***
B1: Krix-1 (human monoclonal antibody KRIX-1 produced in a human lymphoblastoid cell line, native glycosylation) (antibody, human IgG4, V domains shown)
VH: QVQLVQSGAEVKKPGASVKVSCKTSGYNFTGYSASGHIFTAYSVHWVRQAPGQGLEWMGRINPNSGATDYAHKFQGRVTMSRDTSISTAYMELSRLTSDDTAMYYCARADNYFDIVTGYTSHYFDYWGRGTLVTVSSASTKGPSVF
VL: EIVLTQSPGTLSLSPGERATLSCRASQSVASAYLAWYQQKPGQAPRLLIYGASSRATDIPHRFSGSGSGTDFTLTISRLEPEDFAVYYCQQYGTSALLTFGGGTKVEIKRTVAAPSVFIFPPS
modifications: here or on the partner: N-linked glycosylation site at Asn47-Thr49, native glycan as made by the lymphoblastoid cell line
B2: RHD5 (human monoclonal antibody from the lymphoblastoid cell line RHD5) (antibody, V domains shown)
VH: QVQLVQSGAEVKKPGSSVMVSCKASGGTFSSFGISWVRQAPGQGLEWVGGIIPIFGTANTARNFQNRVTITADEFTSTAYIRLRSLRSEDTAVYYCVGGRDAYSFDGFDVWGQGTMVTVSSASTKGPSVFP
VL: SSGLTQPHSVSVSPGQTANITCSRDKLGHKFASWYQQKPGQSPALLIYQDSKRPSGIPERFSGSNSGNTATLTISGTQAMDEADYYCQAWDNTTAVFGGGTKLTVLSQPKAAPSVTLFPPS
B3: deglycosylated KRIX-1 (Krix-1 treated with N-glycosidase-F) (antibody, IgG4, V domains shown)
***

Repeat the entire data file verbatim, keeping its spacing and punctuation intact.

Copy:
B1: Krix-1 (human monoclonal antibody KRIX-1 produced in a human lymphoblastoid cell line, native glycosylation) (antibody, human IgG4, V domains shown)
VH: QVQLVQSGAEVKKPGASVKVSCKTSGYNFTGYSASGHIFTAYSVHWVRQAPGQGLEWMGRINPNSGATDYAHKFQGRVTMSRDTSISTAYMELSRLTSDDTAMYYCARADNYFDIVTGYTSHYFDYWGRGTLVTVSSASTKGPSVF
VL: EIVLTQSPGTLSLSPGERATLSCRASQSVASAYLAWYQQKPGQAPRLLIYGASSRATDIPHRFSGSGSGTDFTLTISRLEPEDFAVYYCQQYGTSALLTFGGGTKVEIKRTVAAPSVFIFPPS
modifications: here or on the partner: N-linked glycosylation site at Asn47-Thr49, native glycan as made by the lymphoblastoid cell line
B2: RHD5 (human monoclonal antibody from the lymphoblastoid cell line RHD5) (antibody, V domains shown)
VH: QVQLVQSGAEVKKPGSSVMVSCKASGGTFSSFGISWVRQAPGQGLEWVGGIIPIFGTANTARNFQNRVTITADEFTSTAYIRLRSLRSEDTAVYYCVGGRDAYSFDGFDVWGQGTMVTVSSASTKGPSVFP
VL: SSGLTQPHSVSVSPGQTANITCSRDKLGHKFASWYQQKPGQSPALLIYQDSKRPSGIPERFSGSNSGNTATLTISGTQAMDEADYYCQAWDNTTAVFGGGTKLTVLSQPKAAPSVTLFPPS
B3: deglycosylated KRIX-1 (Krix-1 treated with N-glycosidase-F) (antibody, IgG4, V domains shown)